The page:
Philip Holland had the ability to go rather further in his political career than he did, but he was perhaps too cynical about careerist colleagues to parade himself. A promising front-bench performer when Secretary of the Conservative backbench Employment Committee from 1967-70, he was not rewarded with office when the Conservatives returned to government in 1970. Instead he became of those influential backbench MPs, well-known to observers of the political game, who carry more weight in the House than they do with the public.
He welcomed Mrs Thatcher in 1975 for her "warmth of personality, intellectual ability and downright common sense" and devoted his time to persuading her and others that Britain was afflicted with a new disease, quangos, which he regarded as "outriders of the corporate state". He argued that they were a vehicle for political patronage, unaccountable, costly and not particularly competent. The Quango Explosion, co-authored by Michael Fallon (1978), and Quango Quango Quango a year later, caught Thatcher's attention and in January 1980 she pledged her government to axe some £11.5m in quangos. The Cabinet Office was forced to produce an annual register of non-departmental public bodies.
By then Holland had been appointed chairman of the Committee of Selection 1979-84, which had the important task of picking the MPs who would serve on the new departmental select committees, and he served also on the Liaison Committee 1979-84. However, his efforts in 1980 to establish a select committee to cull quangos came to nothing and in a further publication, Quango Death List, later in the year, he urged the Government to be rid of them more swiftly. In return Thatcher promised to abolish another 436, but to his horror, he found that while some were indeed being despatched, others were being created. In 1981 in The Governance of Quangos, Holland called for a further cull of the 2,500 which remained, and he continued his crusade in Quelling the Quango (1982).
Knighted for his services in 1983, Holland could reflect ruefully that his crusade had at best been only a partial success. His final years in the Commons saw him appointed to serve on the Chairmen's Panel, but even after he left the Commons in 1987, he continued to monitor the continued proliferation of quangos, this despite the Treasury's insistence that their continued usefulness should be reviewed every five years. His last publication on the subject, The Hunting of the Quango, appeared in 1994.
Philip Welsby Holland was born in Middlewich, Cheshire, the son of John Holland, a solicitor, and Lilian Walmsley. He was educated at Sir John Deane's grammar school in Northwich and in 1936 joined the RAF. Posted to the Middle East in 1938, he served there until 1942, and returned to Britain to be commissioned in the Electrical Engineering Branch. He subsequently took a London University external degree. Demobilised in 1946, he spent a year as a factory manager for Jantzen and another as information officer for management research groups before becoming a manufacturer's agent for engineering and refractory products (1949-60).
Holland was a founder memberof the Conservative Commonwealth Council in 1953 and he fought andlost his first parliamentary election at Birmingham Yardley in May 1955. In the same year he won a seat onthe Kensington borough council. Inthe Conservative landslide of 1959,he took the highly marginal seat of Acton and he became a keen advocate of constituency causes, managing to save the North London line from the Beeching axe.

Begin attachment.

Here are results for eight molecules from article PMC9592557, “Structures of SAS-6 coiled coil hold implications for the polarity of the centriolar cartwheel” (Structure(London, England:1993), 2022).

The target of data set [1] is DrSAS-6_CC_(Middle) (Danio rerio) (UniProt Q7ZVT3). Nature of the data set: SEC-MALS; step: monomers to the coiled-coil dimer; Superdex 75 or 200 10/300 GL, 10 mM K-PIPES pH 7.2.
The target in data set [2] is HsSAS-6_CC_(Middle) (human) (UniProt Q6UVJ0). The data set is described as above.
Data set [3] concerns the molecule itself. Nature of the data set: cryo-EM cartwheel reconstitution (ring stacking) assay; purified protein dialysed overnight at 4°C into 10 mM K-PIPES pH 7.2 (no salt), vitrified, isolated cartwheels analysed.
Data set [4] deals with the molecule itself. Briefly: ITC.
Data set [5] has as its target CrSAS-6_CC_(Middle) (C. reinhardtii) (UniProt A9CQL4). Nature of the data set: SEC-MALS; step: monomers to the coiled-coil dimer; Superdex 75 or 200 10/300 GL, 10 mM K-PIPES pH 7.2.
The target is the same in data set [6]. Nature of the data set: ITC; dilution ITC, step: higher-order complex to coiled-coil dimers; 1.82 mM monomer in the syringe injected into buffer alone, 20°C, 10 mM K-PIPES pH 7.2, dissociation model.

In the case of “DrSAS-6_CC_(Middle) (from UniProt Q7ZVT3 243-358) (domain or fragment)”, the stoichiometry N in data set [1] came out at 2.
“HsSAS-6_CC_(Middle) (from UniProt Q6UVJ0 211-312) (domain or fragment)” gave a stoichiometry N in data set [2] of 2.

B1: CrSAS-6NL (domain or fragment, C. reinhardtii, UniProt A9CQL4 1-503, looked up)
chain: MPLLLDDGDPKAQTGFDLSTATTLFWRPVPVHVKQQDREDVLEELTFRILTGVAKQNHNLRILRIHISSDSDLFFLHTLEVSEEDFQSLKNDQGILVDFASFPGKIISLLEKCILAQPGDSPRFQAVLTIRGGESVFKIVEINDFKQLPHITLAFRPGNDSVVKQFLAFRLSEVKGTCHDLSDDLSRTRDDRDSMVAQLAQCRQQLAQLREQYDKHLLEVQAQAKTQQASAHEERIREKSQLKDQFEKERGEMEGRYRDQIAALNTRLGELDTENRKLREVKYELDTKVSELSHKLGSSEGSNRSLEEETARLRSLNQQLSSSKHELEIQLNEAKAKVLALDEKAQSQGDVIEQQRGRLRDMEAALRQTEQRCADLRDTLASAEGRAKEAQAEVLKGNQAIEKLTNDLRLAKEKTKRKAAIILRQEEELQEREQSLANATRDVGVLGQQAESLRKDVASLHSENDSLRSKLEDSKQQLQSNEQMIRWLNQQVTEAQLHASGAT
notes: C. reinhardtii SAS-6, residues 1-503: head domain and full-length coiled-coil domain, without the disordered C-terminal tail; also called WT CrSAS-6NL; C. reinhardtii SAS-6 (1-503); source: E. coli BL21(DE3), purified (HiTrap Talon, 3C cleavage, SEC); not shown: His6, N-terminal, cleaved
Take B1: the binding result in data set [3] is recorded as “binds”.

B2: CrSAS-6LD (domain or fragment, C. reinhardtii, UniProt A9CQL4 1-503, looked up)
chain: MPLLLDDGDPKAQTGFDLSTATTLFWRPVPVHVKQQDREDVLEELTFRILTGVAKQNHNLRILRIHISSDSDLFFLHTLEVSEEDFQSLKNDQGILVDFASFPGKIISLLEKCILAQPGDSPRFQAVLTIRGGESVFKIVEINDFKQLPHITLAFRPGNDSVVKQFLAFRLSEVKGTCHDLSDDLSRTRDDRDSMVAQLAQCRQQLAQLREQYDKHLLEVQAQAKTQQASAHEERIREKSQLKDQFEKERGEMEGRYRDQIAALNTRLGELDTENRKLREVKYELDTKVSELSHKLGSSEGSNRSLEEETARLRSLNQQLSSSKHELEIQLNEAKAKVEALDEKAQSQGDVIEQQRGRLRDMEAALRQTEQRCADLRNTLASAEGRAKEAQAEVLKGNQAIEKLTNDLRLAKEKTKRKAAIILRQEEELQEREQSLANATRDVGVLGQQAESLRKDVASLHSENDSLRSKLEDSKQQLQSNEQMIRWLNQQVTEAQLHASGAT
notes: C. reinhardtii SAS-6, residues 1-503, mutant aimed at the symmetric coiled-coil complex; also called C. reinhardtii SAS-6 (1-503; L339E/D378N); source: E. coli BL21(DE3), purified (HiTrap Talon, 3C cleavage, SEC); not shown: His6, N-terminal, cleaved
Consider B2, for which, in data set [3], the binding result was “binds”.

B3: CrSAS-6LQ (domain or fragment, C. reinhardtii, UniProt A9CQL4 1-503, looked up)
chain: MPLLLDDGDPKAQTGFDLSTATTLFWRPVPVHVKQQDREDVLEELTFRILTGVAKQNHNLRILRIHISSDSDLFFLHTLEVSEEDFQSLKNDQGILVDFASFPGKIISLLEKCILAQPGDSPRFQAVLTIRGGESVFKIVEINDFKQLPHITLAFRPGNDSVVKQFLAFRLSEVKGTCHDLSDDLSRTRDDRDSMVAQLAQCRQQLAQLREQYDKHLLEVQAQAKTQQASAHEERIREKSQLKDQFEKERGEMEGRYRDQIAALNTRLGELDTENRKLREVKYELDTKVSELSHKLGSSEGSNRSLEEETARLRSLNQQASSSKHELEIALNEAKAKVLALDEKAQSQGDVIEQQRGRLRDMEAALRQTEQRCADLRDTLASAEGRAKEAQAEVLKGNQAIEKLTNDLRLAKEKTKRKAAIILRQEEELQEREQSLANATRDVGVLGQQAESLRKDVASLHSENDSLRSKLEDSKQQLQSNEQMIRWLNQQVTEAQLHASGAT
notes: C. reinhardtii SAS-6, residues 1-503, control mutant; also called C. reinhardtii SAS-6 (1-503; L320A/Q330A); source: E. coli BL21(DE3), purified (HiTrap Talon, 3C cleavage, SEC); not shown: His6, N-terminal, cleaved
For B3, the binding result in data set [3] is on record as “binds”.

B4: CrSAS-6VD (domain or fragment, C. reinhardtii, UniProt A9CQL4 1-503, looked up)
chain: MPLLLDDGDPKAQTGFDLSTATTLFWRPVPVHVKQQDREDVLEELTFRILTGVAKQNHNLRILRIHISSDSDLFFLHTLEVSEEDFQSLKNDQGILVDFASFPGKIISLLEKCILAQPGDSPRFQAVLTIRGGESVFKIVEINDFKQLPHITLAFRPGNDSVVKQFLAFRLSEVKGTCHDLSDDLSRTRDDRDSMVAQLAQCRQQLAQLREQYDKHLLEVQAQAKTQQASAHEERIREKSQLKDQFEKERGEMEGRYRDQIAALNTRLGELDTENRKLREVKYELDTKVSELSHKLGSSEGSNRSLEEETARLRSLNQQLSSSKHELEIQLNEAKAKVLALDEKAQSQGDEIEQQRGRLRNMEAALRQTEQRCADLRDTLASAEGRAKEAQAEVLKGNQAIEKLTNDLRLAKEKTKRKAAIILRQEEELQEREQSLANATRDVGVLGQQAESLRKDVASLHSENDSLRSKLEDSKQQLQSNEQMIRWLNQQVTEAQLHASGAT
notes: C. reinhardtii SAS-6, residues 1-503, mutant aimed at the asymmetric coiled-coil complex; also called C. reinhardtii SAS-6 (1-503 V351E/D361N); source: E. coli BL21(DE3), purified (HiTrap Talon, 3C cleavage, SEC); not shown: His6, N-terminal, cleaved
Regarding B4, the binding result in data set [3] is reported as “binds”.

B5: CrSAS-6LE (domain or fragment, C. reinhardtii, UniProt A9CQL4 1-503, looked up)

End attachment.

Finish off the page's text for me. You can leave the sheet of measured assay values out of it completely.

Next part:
In 1961 he became PPS to John Boyd-Carpenter, the Minister for Pensions, and at his behest trailed ideas for pensions reform. Boyd-Carpenter became Chief Secretary to the Treasury and Holland went with him. His appointment did not prevent him from becoming a staunch advocate of Polaris, although he also took the view that there was no longer any need for a surface fleet. He remained loyal to Macmillan throughout the Profumo crisis and was outspoken in his support.
It was probably inevitable that he would lose Acton in the 1964 election and he was forced to return to industry, taking on the post of personnel manager with the Ultra Electronics Group 1964-68. From 1969 until 1981 he acted as personnel consultant to Standard Telephones and Cables Ltd. However, he was keen to return to the Commons and was selected to fight Carlton in the 1966 general election. In marked contrast to Acton, it was safe Conservative territory and he was returned with comfortable majorities at three subsequent elections and in 1983 won the Gedling seat that had replaced it. He stood down in 1987. He served as president of the Conservative Trade Union National Advisory Committee 1972-74. Earlier in that Parliament he had acted as PPS to Fred Corfield (1970-71) and then to Michael Noble, the Minister of Trade, in 1972.
After standing down from the Commons at the 1987 election, he co-authored the A-Z Guide to Parliament and wrote Lobby Fodder? (1988). In retirement he served as rector's warden at St Margaret's Westminster (1990-95) and wrote a history of the church, which was published in 1993.
Philip Welsby Holland, politician and personnel consultant: born Northwich 14 March 1917; MP for Acton 1959–64, Carlton 1966–83, Gedling 1983–87; Kt 1983; married 1943 Josephine Hudson (died 1999; one son); died London 2 June 2011.